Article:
The Place of Art along Historic Route 66: Iconic America

By Erik Prout and Maryam Karimi.

Published by The International Journal of Arts Theory and History

Format Price
Article: Print $US10.00
Article: Electronic $US5.00

Route 66 has acquired an iconography that reflects American culture with automobiles and open-road freedom. While the iconography tends to celebrate modernity and promote a national car ideal, the reality of small forgotten places that were bypassed by the more modern freeways is struggle and isolation. Public art in these places could be dismissed as kitsch or opportunistic small-scale capitalism, but the common themes and motifs along a 2,000-mile-long stretch of America has a broader meaning. This research follows an ethnographic approach called participant observation. The authors explore Route 66 much as a tourist would, but record and document public art with photography, mapping, drawing, and field notes. In addition, we consider the cultural landscapes, the specific settings for the art—shaped by local artists, and the public interactions with the art. While expected, the predominance of automobiles as part of the artistic endeavor was conspicuous. Much of this symbolism relates to classic automobiles from the past. The emergence of motorcycles as part of the contemporary Route 66 experience was also apparent. The incorporation of mobility symbolism is highly significant as it interweaves with ideological themes of freedom and patriotism.

Keywords: Route 66, Mobility, Sense of Place, Automobile, American Southwest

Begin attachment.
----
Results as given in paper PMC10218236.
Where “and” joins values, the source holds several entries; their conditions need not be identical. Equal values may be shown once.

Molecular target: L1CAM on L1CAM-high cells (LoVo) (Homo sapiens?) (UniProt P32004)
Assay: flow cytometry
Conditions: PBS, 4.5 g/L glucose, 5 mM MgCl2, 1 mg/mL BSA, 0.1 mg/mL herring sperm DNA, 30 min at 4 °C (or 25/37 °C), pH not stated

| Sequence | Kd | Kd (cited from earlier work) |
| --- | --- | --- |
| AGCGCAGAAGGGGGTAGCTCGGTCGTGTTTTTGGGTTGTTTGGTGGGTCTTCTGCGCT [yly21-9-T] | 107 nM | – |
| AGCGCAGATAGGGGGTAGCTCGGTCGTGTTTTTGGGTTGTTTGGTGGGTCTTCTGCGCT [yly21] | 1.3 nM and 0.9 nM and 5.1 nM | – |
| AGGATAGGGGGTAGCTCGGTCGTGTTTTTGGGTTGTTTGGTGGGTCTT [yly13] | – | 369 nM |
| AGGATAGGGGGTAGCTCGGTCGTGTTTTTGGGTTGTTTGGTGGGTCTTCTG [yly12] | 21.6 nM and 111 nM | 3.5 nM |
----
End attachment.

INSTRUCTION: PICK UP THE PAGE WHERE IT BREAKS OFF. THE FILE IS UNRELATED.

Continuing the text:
The International Journal of Arts Theory and History, Volume 7, Issue 4, pp.23-39. Article: Print (Spiral Bound). Article: Electronic (PDF File; 1.450MB).

Erik Prout

Instructional Assistant Professor, Department of Geography, Texas A&M University, College Station, TX, USA

Erik is a cultural geographer with interests in landscapes, travel and tourism, and socio-political conflicts. He primarily teaches large regional geography courses at Texas A&M University where he is an Instructional Professor and is the author of The Geography of Texas: People / Places / Patterns. Erik wants to better understand the placelessness of small towns such as those in the American Southwest that seem mired in poverty and desolation meanwhile displaying pride and resilience. Art as a component of place is a new exploration, and exploring it along Route 66 is kicking.

Maryam Karimi

Graduate Student, University of Colorado Denver, Denver, CO, USA

Maryam was a graduate student at the University of Massachusetts working towards her M.S. in Design with the Department of Art, Architecture and Art History at the time of this research. She subsequently graduated in May 2012. Currently, she is a graduate student at the University of Colorado Denver in the Urban Planning Department. She received her Bachelor’s Degree in Industrial Design at the University of Art in Tehran, Iran in 2006. Maryam works at the intersection of art, design, landscapes, nature, and the cultural behavior of people in different regions. She is interested in learning more about the historical and cultural aspects of the US and recently she figured out exploring about Route 66—Mother road of the US—can be a good starting point for her research interests.